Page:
WHY DO COMPETITORS OPEN THEIR STORES NEXT TO ONE ANOTHER?

Ever wondered why competing businesses open next to each other? Dive into the intriguing world of Game Theory and explore this strategic phenomenon.

WHY DO COMPETITORS OPEN THEIR STORES NEXT TO ONE ANOTHER?

Thursday July 13, 2023,

2 min Read

Have you ever wondered why two cafes or petrol stations are often right next to each other, but then there's none for miles? At first, this might seem odd. Wouldn't a shop get more customers if it's far from its competitor? The answer to this puzzle can be found in something called Game Theory, particularly a concept known as the Nash Equilibrium.

To explain this idea, let's imagine a situation. There are two ice cream sellers, Seller A and Seller B, on a one-kilometer long beach. They both want to sell as much ice cream as possible. On day one, they set up their stalls halfway down the beach, with Seller A on one side and Seller B on the other. This way, each of them gets about half the beach-goers. It's a fair split.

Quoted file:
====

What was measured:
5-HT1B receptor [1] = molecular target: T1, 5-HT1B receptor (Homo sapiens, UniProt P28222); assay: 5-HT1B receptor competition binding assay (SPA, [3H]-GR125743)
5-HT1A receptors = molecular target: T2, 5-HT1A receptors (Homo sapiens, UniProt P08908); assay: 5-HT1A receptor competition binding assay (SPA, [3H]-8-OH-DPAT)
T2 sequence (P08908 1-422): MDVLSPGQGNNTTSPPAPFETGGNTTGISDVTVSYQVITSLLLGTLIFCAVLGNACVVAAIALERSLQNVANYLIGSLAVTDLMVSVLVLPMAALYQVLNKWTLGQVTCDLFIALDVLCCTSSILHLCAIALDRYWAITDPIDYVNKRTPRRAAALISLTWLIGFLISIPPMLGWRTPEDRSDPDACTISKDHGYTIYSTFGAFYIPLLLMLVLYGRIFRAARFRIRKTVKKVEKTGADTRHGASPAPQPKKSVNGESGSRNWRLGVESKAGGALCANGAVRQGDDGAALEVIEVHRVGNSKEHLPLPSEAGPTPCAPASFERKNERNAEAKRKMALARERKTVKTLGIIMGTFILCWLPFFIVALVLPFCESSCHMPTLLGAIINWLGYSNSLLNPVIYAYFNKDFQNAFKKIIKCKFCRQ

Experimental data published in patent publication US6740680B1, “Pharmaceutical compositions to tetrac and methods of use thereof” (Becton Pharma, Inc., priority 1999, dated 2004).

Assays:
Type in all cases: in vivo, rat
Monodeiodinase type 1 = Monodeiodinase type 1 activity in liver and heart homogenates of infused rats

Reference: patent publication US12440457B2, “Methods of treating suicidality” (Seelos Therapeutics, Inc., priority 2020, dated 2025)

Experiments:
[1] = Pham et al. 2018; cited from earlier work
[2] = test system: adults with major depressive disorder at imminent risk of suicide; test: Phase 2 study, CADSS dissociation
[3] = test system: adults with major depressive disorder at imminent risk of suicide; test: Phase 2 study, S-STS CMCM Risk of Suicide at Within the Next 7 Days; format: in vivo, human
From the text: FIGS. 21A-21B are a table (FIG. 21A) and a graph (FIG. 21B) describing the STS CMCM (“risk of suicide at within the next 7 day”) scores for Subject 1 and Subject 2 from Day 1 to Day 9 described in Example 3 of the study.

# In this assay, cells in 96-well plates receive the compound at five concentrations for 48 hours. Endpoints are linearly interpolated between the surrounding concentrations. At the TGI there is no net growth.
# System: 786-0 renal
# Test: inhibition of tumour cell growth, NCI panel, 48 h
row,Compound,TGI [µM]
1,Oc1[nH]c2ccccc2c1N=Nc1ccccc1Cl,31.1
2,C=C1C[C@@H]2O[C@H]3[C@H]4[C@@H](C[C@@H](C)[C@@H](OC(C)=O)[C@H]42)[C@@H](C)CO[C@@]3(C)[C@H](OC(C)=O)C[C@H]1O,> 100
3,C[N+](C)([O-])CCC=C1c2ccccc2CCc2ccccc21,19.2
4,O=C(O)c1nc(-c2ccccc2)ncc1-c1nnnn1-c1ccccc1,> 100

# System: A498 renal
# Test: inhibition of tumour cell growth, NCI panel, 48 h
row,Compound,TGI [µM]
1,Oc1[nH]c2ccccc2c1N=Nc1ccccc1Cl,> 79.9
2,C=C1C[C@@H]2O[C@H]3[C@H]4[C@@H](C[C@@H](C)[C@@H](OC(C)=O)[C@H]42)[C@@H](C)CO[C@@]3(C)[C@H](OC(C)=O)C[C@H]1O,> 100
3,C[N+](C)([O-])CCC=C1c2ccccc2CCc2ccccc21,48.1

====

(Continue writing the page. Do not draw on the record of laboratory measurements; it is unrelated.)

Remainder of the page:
However, Seller B wants more. So, on the second day, he moves his stall to the middle of the beach. Now, he gets more customers - about 62.5%, leaving Seller A with only 37.5%.

Seeing this, Seller A also moves to the middle of the beach on the third day. Now, they're both back to splitting the customers 50/50. Neither can move without losing customers to the other. This situation is called a Nash Equilibrium in Game Theory, named after the mathematician John Nash.

In simple terms, a Nash Equilibrium is a situation where no one can benefit by changing only their own strategy; if any changes are to be made, they have to be done by all the players. In our beach example, both ice cream sellers are now stuck in the middle, because moving away would mean fewer customers.

This theory isn't just about ice cream sellers, though. It's the reason why real shops, restaurants, and petrol stations often set up next to their competitors. Being near competitors means more potential customers are around, and moving away could mean missing out on these customers.

So, it may seem strange, but setting up a shop right next to a competitor can be a smart move. The next time you see two competing shops side by side, remember it's not just a coincidence. They're following a principle from Game Theory - the Nash Equilibrium. It's all part of the game of business, where sometimes, the best move is to stick close to your competition.